Last week I had them right in my sights. In the crosshairs was The Wine Enthusiast and the painful, slutty commercialism of their “Wine Star” awards. I put up a blistering post, but later took it down. Why?” Because it doesn’t matter and I’m tired of railing against an obsolescent machine that is not worth the energy. When I woke in the morning my snit looked a little pitiful in the light of reality, which is The Wine Enthusiast does not matter one bit. As the Big Dog, The Wine Spectator, slowly slides into oblivion, its bad copy, The Wine Enthusiast, is worthy of no energy - good or bad. It just doesn’t matter. So few used the The Wine Enthusiast as their wine guide at its peak that they were irrelevant anyway. The reviews in The Wine Enthusiast were nothing more than POS fodder - producers would use their points for neckers and shelf talkers - things you hung on bottles in stores to help sell wines to consumers that did not know any better. Nobody ever had a brand take off because of The Wine Enthusiast.
The king pins, The Wine Spectator and The Wine Advocate, are becoming ghosts of their former selves - powerful still, but spiraling into meaningless oblivion. Bad copies like The Wine Enthusiast are not worthy of my time, nor yours.The fact is that nobody sells wine of quality because they got a review in The Wine Enthusiast.
I do not need to rail against The Wine Enthusiast as they are their own worst enemy and define themselves in their choices for their “Wine Star” awards, which were clearly won based on the recipients capacity to deliver advertising dollars to The Wine Enthusiast combined with their ability to extract maximum profit from consumers. So we have mass brand producers dominate the awards with bland wines that pack in the bucks, while real winemakers are ignored - Wine Stars? I think not.
And the winners are…
Smooth. Is there a smoother red wine made than Valpolicella? Add a touch of ripasso richness and you get a great wine bargain. Ripasso, the process of adding the pressed grapes from Amarone to Valpolicella causing it to referment, elevates Valpolicella from a lovely everyday wine to one worthy of special occations.
The 2006 Capitel della Valpolicella Ripasso from Montrasor is such a wine. Ripe, round and velvety without a touch of heaviness, it delivers an excellent wine at a very fair price - under $20.
Girard Winery has taken full advantage of one of these vineyards producing their 2006 Girard Mixed Blacks from a century old vineyard with a mixed planting of syrah, zinfandel, petite sirah, grenache, mourvedre, carignane and a few other varieties whose identity remain a mystery. All the varieties are co-fermented (always an interesting idea) and aged in a blend of French (85%) and American oak for eighteen months. What a wine this is! Loaded with explosive black fruit and layered with earthy touches of porcini and smoked meats, it fills the mouth without being heavy. Girard has avoided the ponderous, one dimensional character of so many “old vine” wines from these varieties. A crisp acid bite keeps this wine alive and it will remind Rhone lovers of a good Cornas or Crozes Hermitage, of course with an added dose of ripe California fruit.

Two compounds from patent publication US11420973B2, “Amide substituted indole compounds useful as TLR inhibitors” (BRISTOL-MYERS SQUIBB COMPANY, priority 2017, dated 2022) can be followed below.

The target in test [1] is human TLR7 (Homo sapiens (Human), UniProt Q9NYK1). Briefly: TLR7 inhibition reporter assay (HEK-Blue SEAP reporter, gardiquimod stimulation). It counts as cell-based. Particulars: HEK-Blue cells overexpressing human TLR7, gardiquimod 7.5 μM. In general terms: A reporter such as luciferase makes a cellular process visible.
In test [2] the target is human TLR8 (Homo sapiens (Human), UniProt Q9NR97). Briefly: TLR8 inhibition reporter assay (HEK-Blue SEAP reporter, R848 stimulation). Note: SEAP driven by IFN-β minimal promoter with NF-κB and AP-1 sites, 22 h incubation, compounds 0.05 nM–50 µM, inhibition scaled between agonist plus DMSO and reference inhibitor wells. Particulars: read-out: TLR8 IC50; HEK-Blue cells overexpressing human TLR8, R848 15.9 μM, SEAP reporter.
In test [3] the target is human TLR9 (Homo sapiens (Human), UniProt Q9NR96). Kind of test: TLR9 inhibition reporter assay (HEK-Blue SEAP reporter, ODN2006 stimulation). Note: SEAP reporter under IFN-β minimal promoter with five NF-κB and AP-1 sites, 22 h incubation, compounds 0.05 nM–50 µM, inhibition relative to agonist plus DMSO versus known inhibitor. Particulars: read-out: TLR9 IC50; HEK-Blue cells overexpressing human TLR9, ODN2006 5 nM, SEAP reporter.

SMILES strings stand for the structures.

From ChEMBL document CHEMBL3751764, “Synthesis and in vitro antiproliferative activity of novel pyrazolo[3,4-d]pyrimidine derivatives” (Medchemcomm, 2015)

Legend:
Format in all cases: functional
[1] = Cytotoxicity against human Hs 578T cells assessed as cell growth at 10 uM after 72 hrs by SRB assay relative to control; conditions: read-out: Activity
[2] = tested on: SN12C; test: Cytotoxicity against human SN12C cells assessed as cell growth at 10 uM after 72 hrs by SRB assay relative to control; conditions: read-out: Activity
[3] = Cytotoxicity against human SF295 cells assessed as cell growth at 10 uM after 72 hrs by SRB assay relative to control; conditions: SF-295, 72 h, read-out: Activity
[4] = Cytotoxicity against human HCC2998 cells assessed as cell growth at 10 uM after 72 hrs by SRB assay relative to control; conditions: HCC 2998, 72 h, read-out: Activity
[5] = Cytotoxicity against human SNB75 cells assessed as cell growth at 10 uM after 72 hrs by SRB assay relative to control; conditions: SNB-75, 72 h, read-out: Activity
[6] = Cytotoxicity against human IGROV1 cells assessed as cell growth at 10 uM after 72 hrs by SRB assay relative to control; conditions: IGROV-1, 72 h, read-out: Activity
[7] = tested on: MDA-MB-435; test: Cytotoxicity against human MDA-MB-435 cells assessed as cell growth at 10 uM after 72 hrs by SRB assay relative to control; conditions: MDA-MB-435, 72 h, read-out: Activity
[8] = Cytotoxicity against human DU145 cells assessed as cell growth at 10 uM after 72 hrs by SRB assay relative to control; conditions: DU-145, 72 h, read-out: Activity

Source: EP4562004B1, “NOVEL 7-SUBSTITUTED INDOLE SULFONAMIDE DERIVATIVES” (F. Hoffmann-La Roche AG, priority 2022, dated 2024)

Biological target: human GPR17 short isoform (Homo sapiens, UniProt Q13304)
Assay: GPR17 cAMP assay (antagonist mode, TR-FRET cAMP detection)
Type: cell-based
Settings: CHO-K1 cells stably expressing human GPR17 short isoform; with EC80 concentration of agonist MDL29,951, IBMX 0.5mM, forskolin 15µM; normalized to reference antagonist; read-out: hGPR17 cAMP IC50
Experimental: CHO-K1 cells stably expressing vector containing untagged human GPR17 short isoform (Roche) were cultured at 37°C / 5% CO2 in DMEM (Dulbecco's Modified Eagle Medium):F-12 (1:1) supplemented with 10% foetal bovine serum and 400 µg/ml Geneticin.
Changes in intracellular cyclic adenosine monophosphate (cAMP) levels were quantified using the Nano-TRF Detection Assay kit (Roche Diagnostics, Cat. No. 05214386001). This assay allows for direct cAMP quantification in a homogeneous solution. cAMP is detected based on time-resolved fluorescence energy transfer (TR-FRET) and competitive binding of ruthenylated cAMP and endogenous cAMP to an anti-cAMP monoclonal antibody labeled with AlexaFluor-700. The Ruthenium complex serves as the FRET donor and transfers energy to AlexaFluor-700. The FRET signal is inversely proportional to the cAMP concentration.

2006 Domaine La Milliere Vieilles Vignes Cotes du Rhone
The recent decision by the Federal Government to accept state medical marijuana laws seems to have caused things to go out of control in California.
It’s a waiting game. We’re waiting for “just so”. Simple ripeness is not enough. Everything has to be just right - sugars, acids and phenolics all have to be “just so”. It’s a tough balance to achieve and in many vintages, like Godot, it never arrives. Because nature rarely offers perfection harvest is usually a battle of nerves - ours vs. Mother Nature’s and Mother Nature always wins. For small production wines like Cornerstone it’s all about precision harvesting. We focus all of our attention on small blocks of vineyards and strive to harvest at the moment of perfection when everything is “just so”. This year it seems that Godot himself has actually arrived as each of our vineyards has been coming in at the perfect point. Picking at perfection is only attained by being in the vineyards and knowing your vines. Pictured above, Cornerstone’s winemaker Jeff Keene (left) and consulting winemaker Peter Franus walk our Hardman Road Block in southern Napa near Silverado Country Club. We’ve picked half of our Cabernet Sauvignon now, but this block, a cooler site, is perhaps a week or more away. Indeed things are looking very, very good in Napa.